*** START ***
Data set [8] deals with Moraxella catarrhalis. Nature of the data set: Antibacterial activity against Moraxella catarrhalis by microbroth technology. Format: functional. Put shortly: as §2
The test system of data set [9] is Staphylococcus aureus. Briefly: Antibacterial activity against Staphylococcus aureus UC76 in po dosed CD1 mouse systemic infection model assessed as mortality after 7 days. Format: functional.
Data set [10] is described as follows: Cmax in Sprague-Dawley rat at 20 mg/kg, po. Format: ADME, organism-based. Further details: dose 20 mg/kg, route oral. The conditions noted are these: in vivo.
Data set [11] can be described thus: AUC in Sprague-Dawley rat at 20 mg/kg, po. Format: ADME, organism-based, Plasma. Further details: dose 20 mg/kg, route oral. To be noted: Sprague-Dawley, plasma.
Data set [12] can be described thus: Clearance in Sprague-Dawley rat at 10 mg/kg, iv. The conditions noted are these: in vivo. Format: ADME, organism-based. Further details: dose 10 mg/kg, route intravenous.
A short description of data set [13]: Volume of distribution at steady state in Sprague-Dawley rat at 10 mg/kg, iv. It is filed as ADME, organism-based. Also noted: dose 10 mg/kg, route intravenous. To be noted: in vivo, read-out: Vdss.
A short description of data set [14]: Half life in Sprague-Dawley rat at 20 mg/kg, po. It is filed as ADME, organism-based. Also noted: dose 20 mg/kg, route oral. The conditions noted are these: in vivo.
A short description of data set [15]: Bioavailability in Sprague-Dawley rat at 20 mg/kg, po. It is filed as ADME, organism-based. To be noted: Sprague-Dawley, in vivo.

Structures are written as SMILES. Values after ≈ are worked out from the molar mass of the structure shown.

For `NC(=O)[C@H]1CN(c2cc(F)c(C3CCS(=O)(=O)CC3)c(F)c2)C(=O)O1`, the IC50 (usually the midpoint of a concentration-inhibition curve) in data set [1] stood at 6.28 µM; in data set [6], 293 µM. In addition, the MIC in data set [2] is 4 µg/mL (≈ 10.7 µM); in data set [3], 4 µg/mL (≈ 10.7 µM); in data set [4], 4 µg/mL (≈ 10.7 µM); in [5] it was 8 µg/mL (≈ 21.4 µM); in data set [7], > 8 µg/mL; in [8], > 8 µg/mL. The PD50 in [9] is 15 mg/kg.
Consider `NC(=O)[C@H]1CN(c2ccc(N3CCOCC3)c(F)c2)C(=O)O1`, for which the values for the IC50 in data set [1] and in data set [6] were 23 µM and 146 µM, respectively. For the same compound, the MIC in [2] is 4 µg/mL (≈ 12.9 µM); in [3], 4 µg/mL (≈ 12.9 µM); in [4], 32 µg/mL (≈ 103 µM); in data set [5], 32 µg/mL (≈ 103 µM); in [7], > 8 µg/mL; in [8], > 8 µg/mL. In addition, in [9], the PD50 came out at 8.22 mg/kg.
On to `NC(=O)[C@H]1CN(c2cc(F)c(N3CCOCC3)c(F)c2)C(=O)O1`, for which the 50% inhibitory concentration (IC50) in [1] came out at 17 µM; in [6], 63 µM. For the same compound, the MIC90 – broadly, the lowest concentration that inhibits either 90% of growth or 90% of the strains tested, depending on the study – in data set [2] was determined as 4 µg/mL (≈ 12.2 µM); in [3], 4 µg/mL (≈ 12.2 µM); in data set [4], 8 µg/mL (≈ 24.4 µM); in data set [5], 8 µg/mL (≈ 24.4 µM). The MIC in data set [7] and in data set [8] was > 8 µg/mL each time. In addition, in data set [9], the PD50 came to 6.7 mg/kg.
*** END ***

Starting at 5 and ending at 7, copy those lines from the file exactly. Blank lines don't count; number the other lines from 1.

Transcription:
Data set [12] can be described thus: Clearance in Sprague-Dawley rat at 10 mg/kg, iv. The conditions noted are these: in vivo. Format: ADME, organism-based. Further details: dose 10 mg/kg, route intravenous.
A short description of data set [13]: Volume of distribution at steady state in Sprague-Dawley rat at 10 mg/kg, iv. It is filed as ADME, organism-based. Also noted: dose 10 mg/kg, route intravenous. To be noted: in vivo, read-out: Vdss.
A short description of data set [14]: Half life in Sprague-Dawley rat at 20 mg/kg, po. It is filed as ADME, organism-based. Also noted: dose 20 mg/kg, route oral. The conditions noted are these: in vivo.